Useful Tips

Removal of a peripheral venous catheter

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Indications for central venous catheter removal:
1. Lack of indications for further use of the boat.
2. Occlusion of the catheter.
3. Local infectious process or phlebitis.
4. Sepsis and / or positive result of inoculation of blood obtained through a catheter (catheter colonization). There are clinical situations where the catheter is left, despite sepsis. With the help of antimicrobials, they are trying to suppress the infection. However, an increased risk of complications and death is possible.

Central venous catheter removal technique

Surgically established central vein catheters should be removed by a doctor or other medical professional trained in the technique of removing the cuff and / or catheters inserted through the subcutaneous passage.
1. Remove the bandage.
2. Slowly, within 2-3 minutes, pull the catheter out of the vessel.
Do not use force if the catheter has been fixed with a suture, as it may break.

3. Press the injection site of the catheter for 5-10 minutes until the bleeding stops.
4. Inspect the catheter (without compromising the sterility of the tip) to ensure that it is completely removed.
5. The cuff of the tunneled catheter should be excised under local anesthesia and intravenous sedation. When establishing a cuff, a stable subcutaneous tumor can rarely occur; sometimes it can break through the skin.

6. Optionally, an ointment with an antibiotic can be applied to the site of removal of the catheter.
7. Apply a small patch or gauze dressing, examine the wound daily until healing begins.

Essential Tools

  • sterile tray, test tube, scissors
  • waste tray
  • sterile gauze balls
  • adhesive plaster
  • thrombolytic ointment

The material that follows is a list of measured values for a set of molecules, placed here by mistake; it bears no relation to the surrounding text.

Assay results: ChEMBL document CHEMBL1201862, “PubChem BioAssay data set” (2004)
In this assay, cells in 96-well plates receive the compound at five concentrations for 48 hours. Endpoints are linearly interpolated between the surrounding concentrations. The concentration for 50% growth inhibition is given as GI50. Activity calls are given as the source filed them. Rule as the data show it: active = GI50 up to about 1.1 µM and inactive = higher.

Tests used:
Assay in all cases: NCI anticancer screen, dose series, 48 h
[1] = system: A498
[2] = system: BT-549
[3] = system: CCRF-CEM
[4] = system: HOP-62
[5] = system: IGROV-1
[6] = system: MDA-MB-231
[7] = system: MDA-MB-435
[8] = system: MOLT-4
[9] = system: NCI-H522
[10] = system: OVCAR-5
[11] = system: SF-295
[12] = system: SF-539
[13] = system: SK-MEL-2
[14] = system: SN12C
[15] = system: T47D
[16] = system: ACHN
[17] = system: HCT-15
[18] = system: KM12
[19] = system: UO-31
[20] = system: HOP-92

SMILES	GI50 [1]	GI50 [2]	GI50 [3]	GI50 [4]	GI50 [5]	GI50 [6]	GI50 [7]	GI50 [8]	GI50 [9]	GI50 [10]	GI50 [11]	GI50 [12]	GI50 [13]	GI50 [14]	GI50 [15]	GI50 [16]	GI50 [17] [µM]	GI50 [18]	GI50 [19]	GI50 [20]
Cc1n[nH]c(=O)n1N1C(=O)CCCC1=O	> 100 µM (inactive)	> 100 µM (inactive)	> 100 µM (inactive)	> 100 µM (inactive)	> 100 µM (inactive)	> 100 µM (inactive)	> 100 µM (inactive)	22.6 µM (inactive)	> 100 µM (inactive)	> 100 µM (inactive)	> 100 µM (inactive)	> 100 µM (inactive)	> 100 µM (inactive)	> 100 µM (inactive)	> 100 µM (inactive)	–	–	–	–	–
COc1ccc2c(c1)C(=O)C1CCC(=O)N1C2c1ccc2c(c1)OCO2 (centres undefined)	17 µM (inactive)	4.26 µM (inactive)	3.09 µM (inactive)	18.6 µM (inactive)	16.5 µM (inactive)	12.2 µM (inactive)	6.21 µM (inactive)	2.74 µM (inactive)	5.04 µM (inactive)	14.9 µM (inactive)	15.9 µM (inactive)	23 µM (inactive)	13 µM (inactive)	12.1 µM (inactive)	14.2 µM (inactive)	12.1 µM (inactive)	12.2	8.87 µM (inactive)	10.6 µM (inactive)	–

• antiseptic for skin treatment - 700 alcohol
  • bottle with a 0.5% solution of chlorhexidine bigluconate
  • sterile gloves
  • scissors

Sequencing


Peripheral venous catheter

1. Prepare the limb of the patient, calm him,
2. Explain the progress of the upcoming manipulation.
3. Wash hands.
4. Stop the infusion.
5. Remove the protective bandage.
6. To process hands twice with a 0.5% solution of chlorhexidine bigluconate.
7. Wear sterile gloves.
8. Remove the retaining bandage (without scissors), moving from the periphery to the center.
9. Carefully and slowly withdraw the catheter from the vein.
10. Press the catheterization site with a sterile gauze swab.
11. Treat the site of catheterization with 700 alcohol twice.
12. Apply a sterile pressure dressing to the sterilization site.
13. Fix the bandage with adhesive tape.
14. Check the integrity of the catheter cannula.
15. If there is a blood clot or suspected catheter infection, cut off the tip of the cannula with sterile scissors.
16. Place the cut tip of the cannula in a sterile tube.
17. Refer to the bacteriological laboratory for research.
18. Note in the documentation the time, date and reason for removal of the catheter.
19. Dispose of the used catheter in accordance with safety regulations and the sanitary-epidemiological regimen.

Note. Despite the fact that catheterization of peripheral veins is less dangerous than catheterization of central veins, it is fraught with complications, like any procedure that violates the integrity of the skin. However, most of the complications can be avoided if the nurse is well versed in manipulation techniques, the rules of aseptic and antiseptic are strictly followed, and proper care is installed for the catheter.

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